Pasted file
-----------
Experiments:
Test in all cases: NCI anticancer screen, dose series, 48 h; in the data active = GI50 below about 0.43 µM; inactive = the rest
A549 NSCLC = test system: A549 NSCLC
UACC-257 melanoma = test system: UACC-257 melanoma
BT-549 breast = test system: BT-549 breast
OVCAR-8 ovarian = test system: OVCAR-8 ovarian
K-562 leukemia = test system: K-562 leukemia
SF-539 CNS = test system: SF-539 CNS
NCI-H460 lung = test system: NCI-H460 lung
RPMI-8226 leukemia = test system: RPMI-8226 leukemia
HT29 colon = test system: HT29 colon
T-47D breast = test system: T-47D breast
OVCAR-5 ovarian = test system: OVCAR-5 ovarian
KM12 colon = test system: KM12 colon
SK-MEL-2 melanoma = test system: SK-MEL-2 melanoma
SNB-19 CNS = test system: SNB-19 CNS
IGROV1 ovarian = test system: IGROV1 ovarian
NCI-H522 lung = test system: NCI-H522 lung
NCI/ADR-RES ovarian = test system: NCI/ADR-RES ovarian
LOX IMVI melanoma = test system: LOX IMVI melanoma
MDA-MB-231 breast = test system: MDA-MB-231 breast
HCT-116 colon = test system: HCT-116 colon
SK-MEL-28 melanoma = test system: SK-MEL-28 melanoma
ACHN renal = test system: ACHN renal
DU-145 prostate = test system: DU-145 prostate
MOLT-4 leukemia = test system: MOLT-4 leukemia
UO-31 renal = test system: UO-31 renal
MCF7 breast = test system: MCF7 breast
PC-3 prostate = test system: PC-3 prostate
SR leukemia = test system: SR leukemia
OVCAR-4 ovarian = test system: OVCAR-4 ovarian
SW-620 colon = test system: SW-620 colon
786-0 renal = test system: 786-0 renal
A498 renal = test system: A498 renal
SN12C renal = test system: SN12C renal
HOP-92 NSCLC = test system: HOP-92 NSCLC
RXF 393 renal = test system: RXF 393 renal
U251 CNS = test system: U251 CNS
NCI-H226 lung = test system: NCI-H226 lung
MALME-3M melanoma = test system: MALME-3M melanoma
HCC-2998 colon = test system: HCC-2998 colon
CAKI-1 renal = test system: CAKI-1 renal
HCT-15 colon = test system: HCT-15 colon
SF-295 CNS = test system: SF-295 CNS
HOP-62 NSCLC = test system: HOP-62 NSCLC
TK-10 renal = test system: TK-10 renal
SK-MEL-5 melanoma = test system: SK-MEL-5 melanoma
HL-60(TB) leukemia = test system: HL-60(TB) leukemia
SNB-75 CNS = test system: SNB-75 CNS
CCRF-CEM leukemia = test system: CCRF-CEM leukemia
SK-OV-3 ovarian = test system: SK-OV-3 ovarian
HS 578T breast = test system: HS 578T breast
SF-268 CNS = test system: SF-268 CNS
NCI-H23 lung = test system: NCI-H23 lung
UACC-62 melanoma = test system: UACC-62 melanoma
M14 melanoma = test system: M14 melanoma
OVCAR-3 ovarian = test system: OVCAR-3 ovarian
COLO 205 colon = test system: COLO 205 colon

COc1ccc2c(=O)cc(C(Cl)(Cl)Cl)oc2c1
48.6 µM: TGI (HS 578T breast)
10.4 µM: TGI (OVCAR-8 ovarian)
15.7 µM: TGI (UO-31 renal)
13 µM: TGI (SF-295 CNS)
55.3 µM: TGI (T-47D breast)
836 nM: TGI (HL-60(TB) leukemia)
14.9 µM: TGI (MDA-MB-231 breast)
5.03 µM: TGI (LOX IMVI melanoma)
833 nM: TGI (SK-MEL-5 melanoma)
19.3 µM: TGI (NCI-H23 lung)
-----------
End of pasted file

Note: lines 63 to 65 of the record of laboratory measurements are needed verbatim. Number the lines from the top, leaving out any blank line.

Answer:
13 µM: TGI (SF-295 CNS)
55.3 µM: TGI (T-47D breast)
836 nM: TGI (HL-60(TB) leukemia)